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Sperm whales (Physeter macrocephalus) interaction with long line


Stephen Cotterell <[log in to unmask]>


Scientific forum on fish and fisheries <[log in to unmask]>


Wed, 21 Feb 2001 14:46:56 GMT





text/plain (1 lines)

Greeting Fish-Sciers, Fish-ecologyers, and Marine Biology Forum subscribers

This morning I've had an interseting conversation with a Canadian fisherman
regarding a potentially very serious bycatch problem.

He's a longliner working out of a British Columbia port, and fishes quite deep,
around 300 ftm I seem to remember. His problem is that when he hauls his gear
he finds its been striped by sperm whales. He certain it is sperm whales
because he's seen them when hauling and indeed he's had one entangled in his
back line, which subsequently died.

I am certianly no expert on this, but he has heard of some acoustic work going
on in this lab and approached me in the first instance.

I beleive he's looking for an acoustic device to keep away the sperm whales
when hauling. He reported no problem when shooting his gear so it seem likely
that its the struggling of the lip caught fish which is attracting the whales,
though we didn't discuss which species of fish he's catching, he said after a
six hour set they are still very much alive. The depth may mean that this
sound is propogated a great distrance. I cannot remember exactly how deep is
the sofar layer. Also, the boat's echosounder may play a part in attracting
the whales to the area but he said this is running all the time. I'm aware
that sperm whales use echolocation to find prey so perhaps a generated signal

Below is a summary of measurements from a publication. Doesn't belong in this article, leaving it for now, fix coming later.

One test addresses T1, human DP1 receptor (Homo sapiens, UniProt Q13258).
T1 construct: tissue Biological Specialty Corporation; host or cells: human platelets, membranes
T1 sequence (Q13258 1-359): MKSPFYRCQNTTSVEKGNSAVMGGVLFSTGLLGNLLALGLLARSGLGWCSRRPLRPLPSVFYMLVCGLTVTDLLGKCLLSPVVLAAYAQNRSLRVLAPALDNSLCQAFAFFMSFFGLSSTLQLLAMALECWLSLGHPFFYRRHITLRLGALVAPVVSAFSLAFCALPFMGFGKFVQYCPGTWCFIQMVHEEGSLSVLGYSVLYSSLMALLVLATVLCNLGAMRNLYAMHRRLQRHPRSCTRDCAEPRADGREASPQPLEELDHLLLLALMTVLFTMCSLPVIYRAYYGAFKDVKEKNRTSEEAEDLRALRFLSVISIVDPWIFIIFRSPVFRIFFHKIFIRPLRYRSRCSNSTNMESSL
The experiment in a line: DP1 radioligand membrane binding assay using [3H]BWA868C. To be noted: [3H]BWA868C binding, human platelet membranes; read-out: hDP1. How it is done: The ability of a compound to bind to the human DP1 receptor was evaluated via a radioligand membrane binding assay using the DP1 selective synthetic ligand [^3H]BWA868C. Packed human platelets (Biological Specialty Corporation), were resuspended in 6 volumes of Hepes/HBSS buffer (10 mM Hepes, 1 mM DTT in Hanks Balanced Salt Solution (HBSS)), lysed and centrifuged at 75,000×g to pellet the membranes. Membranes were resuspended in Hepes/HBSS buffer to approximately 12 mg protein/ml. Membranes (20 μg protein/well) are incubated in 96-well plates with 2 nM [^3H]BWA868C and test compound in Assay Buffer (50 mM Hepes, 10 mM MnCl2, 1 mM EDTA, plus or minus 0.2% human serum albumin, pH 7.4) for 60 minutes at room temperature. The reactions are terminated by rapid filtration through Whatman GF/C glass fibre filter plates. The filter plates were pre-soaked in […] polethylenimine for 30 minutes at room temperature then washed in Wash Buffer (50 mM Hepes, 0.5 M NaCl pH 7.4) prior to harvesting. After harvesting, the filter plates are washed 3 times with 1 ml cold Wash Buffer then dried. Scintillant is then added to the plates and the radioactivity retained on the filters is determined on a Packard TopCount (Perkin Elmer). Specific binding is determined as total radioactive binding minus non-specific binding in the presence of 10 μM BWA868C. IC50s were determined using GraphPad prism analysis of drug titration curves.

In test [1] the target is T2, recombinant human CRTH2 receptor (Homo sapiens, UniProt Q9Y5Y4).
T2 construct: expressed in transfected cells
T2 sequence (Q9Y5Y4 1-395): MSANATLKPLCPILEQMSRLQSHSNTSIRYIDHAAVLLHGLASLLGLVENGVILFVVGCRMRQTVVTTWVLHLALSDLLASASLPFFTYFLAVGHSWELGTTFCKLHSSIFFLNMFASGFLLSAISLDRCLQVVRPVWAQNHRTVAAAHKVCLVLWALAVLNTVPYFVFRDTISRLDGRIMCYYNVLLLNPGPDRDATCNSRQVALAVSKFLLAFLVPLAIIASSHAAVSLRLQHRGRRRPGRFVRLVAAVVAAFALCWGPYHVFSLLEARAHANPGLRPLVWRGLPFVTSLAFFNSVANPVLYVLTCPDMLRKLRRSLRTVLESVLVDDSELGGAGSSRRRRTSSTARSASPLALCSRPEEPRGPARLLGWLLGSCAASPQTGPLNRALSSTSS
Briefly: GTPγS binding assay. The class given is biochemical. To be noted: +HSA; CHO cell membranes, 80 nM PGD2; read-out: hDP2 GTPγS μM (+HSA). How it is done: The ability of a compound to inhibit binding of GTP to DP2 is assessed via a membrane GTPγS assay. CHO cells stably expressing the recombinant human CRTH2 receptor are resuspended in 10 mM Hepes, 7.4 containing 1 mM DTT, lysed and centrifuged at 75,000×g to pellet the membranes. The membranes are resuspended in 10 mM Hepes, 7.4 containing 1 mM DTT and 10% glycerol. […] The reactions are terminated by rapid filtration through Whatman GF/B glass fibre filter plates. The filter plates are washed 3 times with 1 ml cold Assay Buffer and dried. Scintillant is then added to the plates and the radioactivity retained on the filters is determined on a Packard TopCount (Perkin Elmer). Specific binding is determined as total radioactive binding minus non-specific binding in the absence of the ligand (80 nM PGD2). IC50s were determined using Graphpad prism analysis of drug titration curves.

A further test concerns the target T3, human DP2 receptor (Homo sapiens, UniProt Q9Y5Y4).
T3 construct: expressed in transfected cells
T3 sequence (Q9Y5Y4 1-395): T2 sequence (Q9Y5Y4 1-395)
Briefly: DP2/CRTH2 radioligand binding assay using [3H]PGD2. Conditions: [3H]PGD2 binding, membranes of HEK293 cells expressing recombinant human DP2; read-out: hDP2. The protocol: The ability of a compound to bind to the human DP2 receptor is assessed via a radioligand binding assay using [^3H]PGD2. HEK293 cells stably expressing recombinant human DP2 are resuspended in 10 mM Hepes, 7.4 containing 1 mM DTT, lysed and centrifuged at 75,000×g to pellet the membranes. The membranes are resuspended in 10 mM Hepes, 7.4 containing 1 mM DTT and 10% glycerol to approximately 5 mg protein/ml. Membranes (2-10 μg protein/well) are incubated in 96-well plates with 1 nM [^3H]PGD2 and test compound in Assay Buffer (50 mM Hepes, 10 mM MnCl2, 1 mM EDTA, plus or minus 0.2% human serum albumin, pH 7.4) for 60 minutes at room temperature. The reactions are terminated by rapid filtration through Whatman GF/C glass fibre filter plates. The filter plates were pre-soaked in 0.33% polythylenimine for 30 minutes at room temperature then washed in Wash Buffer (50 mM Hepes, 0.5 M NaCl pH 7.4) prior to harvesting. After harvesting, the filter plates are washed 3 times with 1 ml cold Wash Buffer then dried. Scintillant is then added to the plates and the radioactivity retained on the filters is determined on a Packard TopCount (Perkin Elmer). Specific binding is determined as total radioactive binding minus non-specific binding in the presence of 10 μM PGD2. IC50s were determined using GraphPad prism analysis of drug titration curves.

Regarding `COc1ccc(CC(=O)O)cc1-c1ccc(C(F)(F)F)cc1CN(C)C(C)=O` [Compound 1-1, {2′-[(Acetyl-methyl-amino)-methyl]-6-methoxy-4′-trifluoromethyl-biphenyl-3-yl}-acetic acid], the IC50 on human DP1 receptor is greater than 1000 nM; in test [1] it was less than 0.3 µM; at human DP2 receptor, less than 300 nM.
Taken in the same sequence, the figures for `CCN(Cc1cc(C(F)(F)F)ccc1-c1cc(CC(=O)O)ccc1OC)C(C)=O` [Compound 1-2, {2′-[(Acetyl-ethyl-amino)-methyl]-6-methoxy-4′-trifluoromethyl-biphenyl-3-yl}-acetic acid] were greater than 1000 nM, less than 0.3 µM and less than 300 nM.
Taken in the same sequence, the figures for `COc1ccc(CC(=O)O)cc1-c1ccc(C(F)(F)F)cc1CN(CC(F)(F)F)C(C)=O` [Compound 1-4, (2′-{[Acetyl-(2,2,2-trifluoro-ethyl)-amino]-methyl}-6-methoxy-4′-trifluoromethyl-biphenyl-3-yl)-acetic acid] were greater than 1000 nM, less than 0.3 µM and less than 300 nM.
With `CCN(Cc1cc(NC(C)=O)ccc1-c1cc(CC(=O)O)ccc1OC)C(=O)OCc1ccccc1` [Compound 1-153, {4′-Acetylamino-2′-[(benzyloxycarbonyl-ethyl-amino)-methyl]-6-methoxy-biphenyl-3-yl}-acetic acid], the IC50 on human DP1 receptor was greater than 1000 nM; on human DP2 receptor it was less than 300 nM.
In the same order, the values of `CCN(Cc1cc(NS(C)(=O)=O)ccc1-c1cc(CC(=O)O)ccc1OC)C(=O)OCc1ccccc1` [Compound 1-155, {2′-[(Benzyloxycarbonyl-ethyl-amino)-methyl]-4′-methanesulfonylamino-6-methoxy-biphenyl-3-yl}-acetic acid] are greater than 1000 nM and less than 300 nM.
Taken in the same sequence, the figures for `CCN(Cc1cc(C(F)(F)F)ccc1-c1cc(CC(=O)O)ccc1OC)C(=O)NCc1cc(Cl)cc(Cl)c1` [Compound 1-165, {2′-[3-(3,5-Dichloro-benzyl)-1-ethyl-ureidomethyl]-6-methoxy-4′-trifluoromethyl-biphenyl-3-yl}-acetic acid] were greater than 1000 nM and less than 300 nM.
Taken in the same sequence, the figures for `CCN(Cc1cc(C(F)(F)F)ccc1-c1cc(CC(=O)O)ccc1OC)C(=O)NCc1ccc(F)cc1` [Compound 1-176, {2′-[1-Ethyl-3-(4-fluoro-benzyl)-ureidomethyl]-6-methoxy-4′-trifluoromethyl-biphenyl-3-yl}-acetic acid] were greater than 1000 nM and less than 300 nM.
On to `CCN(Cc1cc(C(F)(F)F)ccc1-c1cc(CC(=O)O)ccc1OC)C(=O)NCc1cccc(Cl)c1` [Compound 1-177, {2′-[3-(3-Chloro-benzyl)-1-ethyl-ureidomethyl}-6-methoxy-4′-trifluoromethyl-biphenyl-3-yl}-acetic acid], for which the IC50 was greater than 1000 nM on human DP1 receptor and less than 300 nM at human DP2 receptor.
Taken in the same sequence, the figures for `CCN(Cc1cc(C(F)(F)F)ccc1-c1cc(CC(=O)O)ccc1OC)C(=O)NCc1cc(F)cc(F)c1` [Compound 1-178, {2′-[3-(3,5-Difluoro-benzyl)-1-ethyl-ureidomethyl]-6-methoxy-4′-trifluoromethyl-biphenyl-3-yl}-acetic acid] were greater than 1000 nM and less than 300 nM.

which interferes with this on a local scale may be useful. I also suggested he
turnes off his echosounder when hauling may be useful, though even the noise of
the hauler pulling up the line could attract the whales. Does anyone know?

I'd imagine that sperm whales use quite low frequency sounds to communicate but
perhaps higher frequency sounds to echlocate as they get closer to their prey.
I wouldn't imagine that sperm whales are messy eaters and also that they exist
soley on a diet of giant squid. Does anyone know what is the frequency range
of sperm whales? Which sounds accompany different bahaviours? And has anyone
tried blocking sperm whale's echolocation?

Maybe there is another apporach intirely. I'm aware of the electrical shark
repellent systems used by divers. It might be possible to discharge a current
through the fishing gear to deter the whales, but I'd imagine the sensory
systems of sharks and whales to be very different and the practicalities of
discharginging sufficient current might leave little room on a fishing vessel
for the catch and put in jeopardy the lives of the crew!

This is a serious request for information. I said I'd pass on any thoughts
generated by this message. Please feel free to discuss this but it is probably
best if you contact me directly. I'll post a full set of contributions if and
when I get something.

With thanks


-Stephen Cotterell
-Fishery Science Lab
-Rm 4 22 Portland Square
-Institute of Marine Studies
-University of Plymouth
-Drake Circus
-PL4 8AA
-Tel +44 (0)1752 232411
-Fax +44 (0)1752 232406
-e-mail [log in to unmask]

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